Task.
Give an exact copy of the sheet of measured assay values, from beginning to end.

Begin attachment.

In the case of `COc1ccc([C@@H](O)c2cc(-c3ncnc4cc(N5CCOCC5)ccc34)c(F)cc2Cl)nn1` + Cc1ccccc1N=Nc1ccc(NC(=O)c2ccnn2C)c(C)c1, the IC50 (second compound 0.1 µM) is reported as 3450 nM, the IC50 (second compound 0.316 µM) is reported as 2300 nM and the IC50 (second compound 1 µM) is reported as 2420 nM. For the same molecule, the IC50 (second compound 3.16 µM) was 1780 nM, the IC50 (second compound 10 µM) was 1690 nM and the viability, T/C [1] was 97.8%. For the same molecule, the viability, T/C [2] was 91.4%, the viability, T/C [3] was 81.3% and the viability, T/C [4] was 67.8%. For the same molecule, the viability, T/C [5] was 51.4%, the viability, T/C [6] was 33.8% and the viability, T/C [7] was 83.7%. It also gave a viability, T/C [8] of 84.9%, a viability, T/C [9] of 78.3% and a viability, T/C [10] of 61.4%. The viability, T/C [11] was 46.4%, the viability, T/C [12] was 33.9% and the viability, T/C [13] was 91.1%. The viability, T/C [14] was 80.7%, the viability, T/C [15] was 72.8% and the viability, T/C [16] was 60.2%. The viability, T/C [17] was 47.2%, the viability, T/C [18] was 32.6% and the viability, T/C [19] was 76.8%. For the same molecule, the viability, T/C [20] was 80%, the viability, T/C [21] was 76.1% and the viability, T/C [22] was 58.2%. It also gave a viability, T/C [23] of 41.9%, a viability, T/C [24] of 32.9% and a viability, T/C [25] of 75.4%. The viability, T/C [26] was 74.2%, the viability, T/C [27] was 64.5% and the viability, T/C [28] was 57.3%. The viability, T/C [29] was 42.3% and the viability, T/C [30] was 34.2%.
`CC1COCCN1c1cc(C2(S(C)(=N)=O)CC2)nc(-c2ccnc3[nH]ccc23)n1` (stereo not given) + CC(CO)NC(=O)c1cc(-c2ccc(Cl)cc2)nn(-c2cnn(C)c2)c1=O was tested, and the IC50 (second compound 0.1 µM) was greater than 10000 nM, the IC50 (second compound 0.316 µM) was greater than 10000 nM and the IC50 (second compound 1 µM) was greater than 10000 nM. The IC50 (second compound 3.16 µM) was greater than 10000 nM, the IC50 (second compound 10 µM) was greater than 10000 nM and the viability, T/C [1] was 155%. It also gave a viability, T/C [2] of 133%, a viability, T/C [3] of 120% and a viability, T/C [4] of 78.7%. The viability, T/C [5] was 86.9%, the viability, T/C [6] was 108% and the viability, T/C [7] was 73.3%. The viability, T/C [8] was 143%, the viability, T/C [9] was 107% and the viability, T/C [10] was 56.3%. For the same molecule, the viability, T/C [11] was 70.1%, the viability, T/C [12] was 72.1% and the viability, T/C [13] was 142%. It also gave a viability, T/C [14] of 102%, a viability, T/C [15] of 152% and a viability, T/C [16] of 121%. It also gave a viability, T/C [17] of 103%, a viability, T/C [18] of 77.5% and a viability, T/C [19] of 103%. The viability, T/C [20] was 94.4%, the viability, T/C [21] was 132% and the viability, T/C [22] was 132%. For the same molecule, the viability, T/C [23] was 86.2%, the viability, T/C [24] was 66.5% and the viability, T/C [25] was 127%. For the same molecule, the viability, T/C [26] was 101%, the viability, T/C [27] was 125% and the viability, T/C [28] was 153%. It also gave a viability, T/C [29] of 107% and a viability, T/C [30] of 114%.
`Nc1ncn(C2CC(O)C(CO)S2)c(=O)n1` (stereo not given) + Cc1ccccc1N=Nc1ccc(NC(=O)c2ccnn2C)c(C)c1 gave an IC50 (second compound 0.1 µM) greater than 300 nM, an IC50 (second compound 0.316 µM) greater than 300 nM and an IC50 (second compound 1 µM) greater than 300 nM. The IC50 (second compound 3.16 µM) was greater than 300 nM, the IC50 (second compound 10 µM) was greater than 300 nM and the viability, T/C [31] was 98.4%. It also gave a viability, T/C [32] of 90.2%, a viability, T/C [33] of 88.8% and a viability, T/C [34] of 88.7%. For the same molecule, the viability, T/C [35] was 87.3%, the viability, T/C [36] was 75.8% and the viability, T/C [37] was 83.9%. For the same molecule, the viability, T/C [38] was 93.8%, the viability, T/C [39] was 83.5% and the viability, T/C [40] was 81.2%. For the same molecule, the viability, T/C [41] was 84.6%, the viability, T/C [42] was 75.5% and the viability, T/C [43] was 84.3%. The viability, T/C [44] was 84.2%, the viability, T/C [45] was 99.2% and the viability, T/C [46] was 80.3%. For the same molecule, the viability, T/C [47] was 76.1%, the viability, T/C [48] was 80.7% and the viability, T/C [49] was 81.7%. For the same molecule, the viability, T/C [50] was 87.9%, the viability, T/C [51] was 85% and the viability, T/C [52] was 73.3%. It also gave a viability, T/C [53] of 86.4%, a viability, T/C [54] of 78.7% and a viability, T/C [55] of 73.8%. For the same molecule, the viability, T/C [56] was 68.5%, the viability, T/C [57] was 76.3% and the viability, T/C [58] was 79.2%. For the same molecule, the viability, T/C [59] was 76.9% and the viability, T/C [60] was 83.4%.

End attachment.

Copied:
In the case of `COc1ccc([C@@H](O)c2cc(-c3ncnc4cc(N5CCOCC5)ccc34)c(F)cc2Cl)nn1` + Cc1ccccc1N=Nc1ccc(NC(=O)c2ccnn2C)c(C)c1, the IC50 (second compound 0.1 µM) is reported as 3450 nM, the IC50 (second compound 0.316 µM) is reported as 2300 nM and the IC50 (second compound 1 µM) is reported as 2420 nM. For the same molecule, the IC50 (second compound 3.16 µM) was 1780 nM, the IC50 (second compound 10 µM) was 1690 nM and the viability, T/C [1] was 97.8%. For the same molecule, the viability, T/C [2] was 91.4%, the viability, T/C [3] was 81.3% and the viability, T/C [4] was 67.8%. For the same molecule, the viability, T/C [5] was 51.4%, the viability, T/C [6] was 33.8% and the viability, T/C [7] was 83.7%. It also gave a viability, T/C [8] of 84.9%, a viability, T/C [9] of 78.3% and a viability, T/C [10] of 61.4%. The viability, T/C [11] was 46.4%, the viability, T/C [12] was 33.9% and the viability, T/C [13] was 91.1%. The viability, T/C [14] was 80.7%, the viability, T/C [15] was 72.8% and the viability, T/C [16] was 60.2%. The viability, T/C [17] was 47.2%, the viability, T/C [18] was 32.6% and the viability, T/C [19] was 76.8%. For the same molecule, the viability, T/C [20] was 80%, the viability, T/C [21] was 76.1% and the viability, T/C [22] was 58.2%. It also gave a viability, T/C [23] of 41.9%, a viability, T/C [24] of 32.9% and a viability, T/C [25] of 75.4%. The viability, T/C [26] was 74.2%, the viability, T/C [27] was 64.5% and the viability, T/C [28] was 57.3%. The viability, T/C [29] was 42.3% and the viability, T/C [30] was 34.2%.
`CC1COCCN1c1cc(C2(S(C)(=N)=O)CC2)nc(-c2ccnc3[nH]ccc23)n1` (stereo not given) + CC(CO)NC(=O)c1cc(-c2ccc(Cl)cc2)nn(-c2cnn(C)c2)c1=O was tested, and the IC50 (second compound 0.1 µM) was greater than 10000 nM, the IC50 (second compound 0.316 µM) was greater than 10000 nM and the IC50 (second compound 1 µM) was greater than 10000 nM. The IC50 (second compound 3.16 µM) was greater than 10000 nM, the IC50 (second compound 10 µM) was greater than 10000 nM and the viability, T/C [1] was 155%. It also gave a viability, T/C [2] of 133%, a viability, T/C [3] of 120% and a viability, T/C [4] of 78.7%. The viability, T/C [5] was 86.9%, the viability, T/C [6] was 108% and the viability, T/C [7] was 73.3%. The viability, T/C [8] was 143%, the viability, T/C [9] was 107% and the viability, T/C [10] was 56.3%. For the same molecule, the viability, T/C [11] was 70.1%, the viability, T/C [12] was 72.1% and the viability, T/C [13] was 142%. It also gave a viability, T/C [14] of 102%, a viability, T/C [15] of 152% and a viability, T/C [16] of 121%. It also gave a viability, T/C [17] of 103%, a viability, T/C [18] of 77.5% and a viability, T/C [19] of 103%. The viability, T/C [20] was 94.4%, the viability, T/C [21] was 132% and the viability, T/C [22] was 132%. For the same molecule, the viability, T/C [23] was 86.2%, the viability, T/C [24] was 66.5% and the viability, T/C [25] was 127%. For the same molecule, the viability, T/C [26] was 101%, the viability, T/C [27] was 125% and the viability, T/C [28] was 153%. It also gave a viability, T/C [29] of 107% and a viability, T/C [30] of 114%.
`Nc1ncn(C2CC(O)C(CO)S2)c(=O)n1` (stereo not given) + Cc1ccccc1N=Nc1ccc(NC(=O)c2ccnn2C)c(C)c1 gave an IC50 (second compound 0.1 µM) greater than 300 nM, an IC50 (second compound 0.316 µM) greater than 300 nM and an IC50 (second compound 1 µM) greater than 300 nM. The IC50 (second compound 3.16 µM) was greater than 300 nM, the IC50 (second compound 10 µM) was greater than 300 nM and the viability, T/C [31] was 98.4%. It also gave a viability, T/C [32] of 90.2%, a viability, T/C [33] of 88.8% and a viability, T/C [34] of 88.7%. For the same molecule, the viability, T/C [35] was 87.3%, the viability, T/C [36] was 75.8% and the viability, T/C [37] was 83.9%. For the same molecule, the viability, T/C [38] was 93.8%, the viability, T/C [39] was 83.5% and the viability, T/C [40] was 81.2%. For the same molecule, the viability, T/C [41] was 84.6%, the viability, T/C [42] was 75.5% and the viability, T/C [43] was 84.3%. The viability, T/C [44] was 84.2%, the viability, T/C [45] was 99.2% and the viability, T/C [46] was 80.3%. For the same molecule, the viability, T/C [47] was 76.1%, the viability, T/C [48] was 80.7% and the viability, T/C [49] was 81.7%. For the same molecule, the viability, T/C [50] was 87.9%, the viability, T/C [51] was 85% and the viability, T/C [52] was 73.3%. It also gave a viability, T/C [53] of 86.4%, a viability, T/C [54] of 78.7% and a viability, T/C [55] of 73.8%. For the same molecule, the viability, T/C [56] was 68.5%, the viability, T/C [57] was 76.3% and the viability, T/C [58] was 79.2%. For the same molecule, the viability, T/C [59] was 76.9% and the viability, T/C [60] was 83.4%.